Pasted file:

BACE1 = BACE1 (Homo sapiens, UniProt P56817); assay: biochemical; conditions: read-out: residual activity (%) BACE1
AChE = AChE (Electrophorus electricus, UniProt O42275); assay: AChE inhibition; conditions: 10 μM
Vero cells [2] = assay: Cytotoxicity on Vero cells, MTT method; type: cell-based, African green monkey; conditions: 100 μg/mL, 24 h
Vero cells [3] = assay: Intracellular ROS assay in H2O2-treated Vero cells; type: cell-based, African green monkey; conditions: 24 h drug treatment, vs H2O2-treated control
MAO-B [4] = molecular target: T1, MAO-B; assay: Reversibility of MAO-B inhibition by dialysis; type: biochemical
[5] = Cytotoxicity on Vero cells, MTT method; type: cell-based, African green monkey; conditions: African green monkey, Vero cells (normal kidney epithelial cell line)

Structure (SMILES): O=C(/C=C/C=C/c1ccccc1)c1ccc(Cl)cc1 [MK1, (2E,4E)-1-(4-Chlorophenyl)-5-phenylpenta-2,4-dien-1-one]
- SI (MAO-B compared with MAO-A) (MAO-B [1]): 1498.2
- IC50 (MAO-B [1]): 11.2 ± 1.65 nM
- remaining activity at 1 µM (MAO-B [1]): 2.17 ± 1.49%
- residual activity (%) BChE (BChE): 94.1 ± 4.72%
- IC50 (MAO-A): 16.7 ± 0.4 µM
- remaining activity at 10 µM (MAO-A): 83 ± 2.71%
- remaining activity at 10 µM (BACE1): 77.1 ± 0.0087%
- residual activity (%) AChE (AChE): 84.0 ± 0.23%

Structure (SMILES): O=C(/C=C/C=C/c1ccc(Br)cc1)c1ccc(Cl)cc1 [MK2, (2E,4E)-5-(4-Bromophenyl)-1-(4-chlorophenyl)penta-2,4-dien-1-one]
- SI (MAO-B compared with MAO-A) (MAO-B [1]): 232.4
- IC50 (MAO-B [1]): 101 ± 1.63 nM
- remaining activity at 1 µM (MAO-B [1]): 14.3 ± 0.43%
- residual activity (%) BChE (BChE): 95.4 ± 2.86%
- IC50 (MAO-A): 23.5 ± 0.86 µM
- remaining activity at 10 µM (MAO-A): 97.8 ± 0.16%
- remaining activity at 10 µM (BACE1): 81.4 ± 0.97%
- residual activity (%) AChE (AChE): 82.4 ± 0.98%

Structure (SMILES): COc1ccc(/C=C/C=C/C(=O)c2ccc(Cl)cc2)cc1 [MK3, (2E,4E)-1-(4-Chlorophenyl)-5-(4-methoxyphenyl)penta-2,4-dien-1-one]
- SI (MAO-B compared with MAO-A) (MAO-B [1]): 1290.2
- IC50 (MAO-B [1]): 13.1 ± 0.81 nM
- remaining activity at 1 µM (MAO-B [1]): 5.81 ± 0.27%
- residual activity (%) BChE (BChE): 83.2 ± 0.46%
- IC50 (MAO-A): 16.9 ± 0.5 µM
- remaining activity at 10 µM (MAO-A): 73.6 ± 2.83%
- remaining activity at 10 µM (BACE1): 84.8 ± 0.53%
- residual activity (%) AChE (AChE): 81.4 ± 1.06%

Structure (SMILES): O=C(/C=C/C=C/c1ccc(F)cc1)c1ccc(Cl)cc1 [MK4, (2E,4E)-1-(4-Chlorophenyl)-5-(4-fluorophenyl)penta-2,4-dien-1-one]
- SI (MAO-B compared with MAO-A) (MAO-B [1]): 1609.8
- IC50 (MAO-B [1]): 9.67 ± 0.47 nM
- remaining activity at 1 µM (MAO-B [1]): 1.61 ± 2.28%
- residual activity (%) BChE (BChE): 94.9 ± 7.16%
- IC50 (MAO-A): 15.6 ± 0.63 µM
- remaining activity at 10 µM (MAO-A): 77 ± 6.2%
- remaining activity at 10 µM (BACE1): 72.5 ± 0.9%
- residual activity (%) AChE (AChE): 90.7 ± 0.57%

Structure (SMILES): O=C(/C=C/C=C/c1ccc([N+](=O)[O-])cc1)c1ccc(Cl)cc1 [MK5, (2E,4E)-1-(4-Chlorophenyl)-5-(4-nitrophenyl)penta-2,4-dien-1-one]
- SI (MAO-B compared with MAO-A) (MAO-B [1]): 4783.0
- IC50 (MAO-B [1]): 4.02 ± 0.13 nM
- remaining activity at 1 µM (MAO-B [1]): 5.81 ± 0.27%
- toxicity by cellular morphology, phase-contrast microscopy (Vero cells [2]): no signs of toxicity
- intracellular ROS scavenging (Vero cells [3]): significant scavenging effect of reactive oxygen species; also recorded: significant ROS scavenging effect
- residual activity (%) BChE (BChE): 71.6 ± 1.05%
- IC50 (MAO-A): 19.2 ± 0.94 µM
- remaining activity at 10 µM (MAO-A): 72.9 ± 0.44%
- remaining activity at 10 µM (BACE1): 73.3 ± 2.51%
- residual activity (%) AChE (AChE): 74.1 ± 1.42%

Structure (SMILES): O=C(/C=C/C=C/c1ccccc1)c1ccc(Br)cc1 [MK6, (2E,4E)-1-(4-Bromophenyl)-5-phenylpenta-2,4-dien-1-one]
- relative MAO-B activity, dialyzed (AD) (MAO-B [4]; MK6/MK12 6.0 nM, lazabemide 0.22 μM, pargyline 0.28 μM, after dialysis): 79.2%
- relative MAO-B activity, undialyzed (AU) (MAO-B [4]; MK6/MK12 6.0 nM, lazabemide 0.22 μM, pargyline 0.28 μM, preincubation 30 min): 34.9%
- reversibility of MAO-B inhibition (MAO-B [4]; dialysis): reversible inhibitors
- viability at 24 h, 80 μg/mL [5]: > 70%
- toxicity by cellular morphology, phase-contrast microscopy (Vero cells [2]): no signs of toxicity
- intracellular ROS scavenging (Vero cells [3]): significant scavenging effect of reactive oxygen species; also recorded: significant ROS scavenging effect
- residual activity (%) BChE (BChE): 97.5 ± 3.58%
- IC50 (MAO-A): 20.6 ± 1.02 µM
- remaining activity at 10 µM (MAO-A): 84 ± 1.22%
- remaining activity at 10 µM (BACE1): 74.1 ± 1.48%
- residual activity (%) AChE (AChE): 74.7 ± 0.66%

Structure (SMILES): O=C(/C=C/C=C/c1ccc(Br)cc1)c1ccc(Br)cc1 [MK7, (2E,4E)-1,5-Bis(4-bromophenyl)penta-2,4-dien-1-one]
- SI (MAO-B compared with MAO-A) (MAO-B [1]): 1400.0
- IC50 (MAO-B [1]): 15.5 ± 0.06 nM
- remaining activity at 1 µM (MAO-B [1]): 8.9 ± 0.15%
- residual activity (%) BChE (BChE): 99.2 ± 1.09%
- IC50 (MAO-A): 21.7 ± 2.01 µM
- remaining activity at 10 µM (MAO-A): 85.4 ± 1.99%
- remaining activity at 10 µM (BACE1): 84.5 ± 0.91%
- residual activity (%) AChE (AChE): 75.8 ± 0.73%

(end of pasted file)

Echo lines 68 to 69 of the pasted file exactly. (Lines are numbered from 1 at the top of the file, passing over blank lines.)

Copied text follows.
- IC50 (MAO-B [1]): 15.5 ± 0.06 nM
- remaining activity at 1 µM (MAO-B [1]): 8.9 ± 0.15%